This Skill Allows You to Shape Your Reality

We can complain because rose bushes have thorns or rejoice because thorn bushes have roses.

Attributed to Abraham Lincoln

This sounds like just another way to say that we can view the world with a positive or a negative outlook. But there is a deeper truth here.

These are equally accurate ways to describe reality.

We can think of the thorns as a bug or think of the roses as a feature.

This is not frivolous wordplay.

The way we think about things shapes our experience, our motivation, and even our happiness.

I can remember when milkweed was a weed. Now it is cultivated as food for monarch butterflies.

But we don’t have to wait for society to change its perception.

We can use a technique called reframing to shape how we process what we experience.

We can tell ourselves, “I have to go to work.”

Or we can say, “I choose to go to work because I enjoy the benefits I receive when I go to work, especially the salary that gives me the freedom to buy the things I want.”

Not that long ago, I used to actually go to the library to check out physical books.

On the way home, I would be delighted when the traffic light turned red because it gave me a few seconds to flip through the books in anticipation of being able to sit down and read them properly.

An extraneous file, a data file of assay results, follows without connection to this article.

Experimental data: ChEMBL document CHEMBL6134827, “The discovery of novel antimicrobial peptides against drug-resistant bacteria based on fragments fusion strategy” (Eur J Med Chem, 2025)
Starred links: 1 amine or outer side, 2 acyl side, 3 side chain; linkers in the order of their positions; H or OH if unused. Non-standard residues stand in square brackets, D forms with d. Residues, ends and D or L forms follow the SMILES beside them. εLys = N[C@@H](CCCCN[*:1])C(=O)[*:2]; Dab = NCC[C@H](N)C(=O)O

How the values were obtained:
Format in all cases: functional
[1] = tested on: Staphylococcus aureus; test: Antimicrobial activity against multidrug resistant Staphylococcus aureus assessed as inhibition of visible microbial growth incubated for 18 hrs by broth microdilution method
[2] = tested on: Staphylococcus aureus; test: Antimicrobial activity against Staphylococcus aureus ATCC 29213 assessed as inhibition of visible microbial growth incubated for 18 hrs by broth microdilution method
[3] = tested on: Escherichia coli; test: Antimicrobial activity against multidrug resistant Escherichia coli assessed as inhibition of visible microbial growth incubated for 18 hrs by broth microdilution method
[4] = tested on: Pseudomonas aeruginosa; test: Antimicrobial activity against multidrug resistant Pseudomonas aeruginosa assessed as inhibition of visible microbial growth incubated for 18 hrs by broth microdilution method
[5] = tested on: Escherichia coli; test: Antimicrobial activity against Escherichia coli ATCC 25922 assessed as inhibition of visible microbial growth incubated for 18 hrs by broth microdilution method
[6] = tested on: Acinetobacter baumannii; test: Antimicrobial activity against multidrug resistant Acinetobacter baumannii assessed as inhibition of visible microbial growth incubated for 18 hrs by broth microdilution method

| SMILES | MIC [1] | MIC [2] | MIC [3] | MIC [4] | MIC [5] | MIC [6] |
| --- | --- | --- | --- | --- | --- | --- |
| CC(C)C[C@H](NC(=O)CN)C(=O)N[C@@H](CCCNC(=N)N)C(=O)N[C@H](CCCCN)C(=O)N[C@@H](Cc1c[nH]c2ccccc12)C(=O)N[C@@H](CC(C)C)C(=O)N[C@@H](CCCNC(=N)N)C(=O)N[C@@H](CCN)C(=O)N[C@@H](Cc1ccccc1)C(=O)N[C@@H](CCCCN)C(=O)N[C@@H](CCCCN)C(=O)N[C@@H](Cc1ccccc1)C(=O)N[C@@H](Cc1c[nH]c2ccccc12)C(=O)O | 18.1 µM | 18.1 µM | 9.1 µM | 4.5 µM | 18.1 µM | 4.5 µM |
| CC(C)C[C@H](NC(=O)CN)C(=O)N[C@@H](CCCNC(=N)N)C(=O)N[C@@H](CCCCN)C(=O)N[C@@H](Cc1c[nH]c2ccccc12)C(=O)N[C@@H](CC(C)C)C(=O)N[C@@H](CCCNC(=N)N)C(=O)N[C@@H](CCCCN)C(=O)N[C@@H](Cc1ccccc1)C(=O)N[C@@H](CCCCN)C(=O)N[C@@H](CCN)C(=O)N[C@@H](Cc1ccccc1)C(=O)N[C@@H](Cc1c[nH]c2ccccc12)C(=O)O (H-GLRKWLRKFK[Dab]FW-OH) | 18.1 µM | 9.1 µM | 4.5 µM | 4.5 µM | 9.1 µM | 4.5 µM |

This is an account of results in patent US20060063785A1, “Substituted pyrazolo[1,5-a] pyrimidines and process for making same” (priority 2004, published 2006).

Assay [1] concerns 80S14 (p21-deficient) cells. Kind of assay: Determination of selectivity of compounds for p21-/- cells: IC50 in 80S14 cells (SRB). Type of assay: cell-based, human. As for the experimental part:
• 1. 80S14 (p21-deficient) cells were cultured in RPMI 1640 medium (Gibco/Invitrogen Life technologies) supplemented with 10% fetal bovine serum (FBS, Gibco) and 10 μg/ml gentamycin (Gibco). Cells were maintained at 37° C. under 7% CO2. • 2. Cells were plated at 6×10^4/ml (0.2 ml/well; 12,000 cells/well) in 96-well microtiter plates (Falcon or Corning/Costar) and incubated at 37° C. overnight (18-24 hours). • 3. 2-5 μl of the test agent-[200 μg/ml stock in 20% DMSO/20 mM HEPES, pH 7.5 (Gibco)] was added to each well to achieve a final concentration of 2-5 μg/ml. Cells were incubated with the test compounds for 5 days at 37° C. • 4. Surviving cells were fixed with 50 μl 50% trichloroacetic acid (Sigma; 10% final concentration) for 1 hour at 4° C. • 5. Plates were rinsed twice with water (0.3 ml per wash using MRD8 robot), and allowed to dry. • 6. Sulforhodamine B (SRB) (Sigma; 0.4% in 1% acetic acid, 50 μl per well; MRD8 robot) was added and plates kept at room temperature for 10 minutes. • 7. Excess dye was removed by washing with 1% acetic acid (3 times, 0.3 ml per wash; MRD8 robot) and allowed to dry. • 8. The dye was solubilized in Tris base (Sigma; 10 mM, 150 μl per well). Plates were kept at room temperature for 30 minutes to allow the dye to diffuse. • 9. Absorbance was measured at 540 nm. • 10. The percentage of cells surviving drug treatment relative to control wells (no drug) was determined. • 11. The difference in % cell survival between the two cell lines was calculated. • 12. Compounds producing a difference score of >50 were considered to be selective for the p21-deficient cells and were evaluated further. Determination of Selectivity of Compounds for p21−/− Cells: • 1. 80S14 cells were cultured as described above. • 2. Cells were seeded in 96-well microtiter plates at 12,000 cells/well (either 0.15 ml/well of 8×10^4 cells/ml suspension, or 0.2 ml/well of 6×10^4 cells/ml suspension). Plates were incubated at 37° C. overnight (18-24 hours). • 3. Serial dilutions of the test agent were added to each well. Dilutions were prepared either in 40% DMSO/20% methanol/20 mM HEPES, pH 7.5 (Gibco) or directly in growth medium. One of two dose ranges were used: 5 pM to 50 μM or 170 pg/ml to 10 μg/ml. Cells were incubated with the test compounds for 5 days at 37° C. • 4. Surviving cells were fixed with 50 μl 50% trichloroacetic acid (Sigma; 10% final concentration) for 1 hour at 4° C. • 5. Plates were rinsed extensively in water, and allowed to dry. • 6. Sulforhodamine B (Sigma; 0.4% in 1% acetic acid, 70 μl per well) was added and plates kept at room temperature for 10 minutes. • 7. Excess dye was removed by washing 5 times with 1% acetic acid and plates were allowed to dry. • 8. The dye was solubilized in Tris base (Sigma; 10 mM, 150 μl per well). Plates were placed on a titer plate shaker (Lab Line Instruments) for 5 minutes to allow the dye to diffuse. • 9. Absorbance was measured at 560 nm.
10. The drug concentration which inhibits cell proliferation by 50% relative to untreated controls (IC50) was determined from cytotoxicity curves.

Reframing is a powerful tool.

If we have to give a speech we can try to fight our nervousness, or we can reframe the nervousness as excitement.

We can say we don’t have time to go to the doctor for a regular checkup, or we can remind ourselves that an untreated problem can cause more difficulties than just disrupting our schedule.

We can get frustrated that our children are so stubborn, or we can be grateful that they can think for themselves.

Reframing is a skill that we can develop just like any other skill.

The more we practice, the better we get.

If you have difficulty saying no, remind yourself that every time you say yes to one thing you are saying no to many other things.

If you are tired from walking, be grateful that you have the use of your legs and remember that you are making them stronger by using them so much.

If you are getting frustrated with a series of minor disasters on a trip, remind yourself that this ordeal provides an opportunity for family bonding and will make a great story.

You can even use reframing to change how you think about reframing.

Instead of thinking about reframing as a naïve mind game, consider it a sophisticated skill that manages stress and increases happiness.

— Rod Pickett

Now available at Amazon: The Courageous Heart: Wisdom for Difficult Times in paperback and eBook.

--

--

Rod Pickett is a writer, pastor, teacher, photographer, real estate broker, certified personal trainer, consultant, woodworker, and life-long learner.

Get the Medium app

A button that says 'Download on the App Store', and if clicked it will lead you to the iOS App store
A button that says 'Get it on, Google Play', and if clicked it will lead you to the Google Play store
Rod Pickett

Rod Pickett is a writer, pastor, teacher, photographer, real estate broker, certified personal trainer, consultant, woodworker, and life-long learner.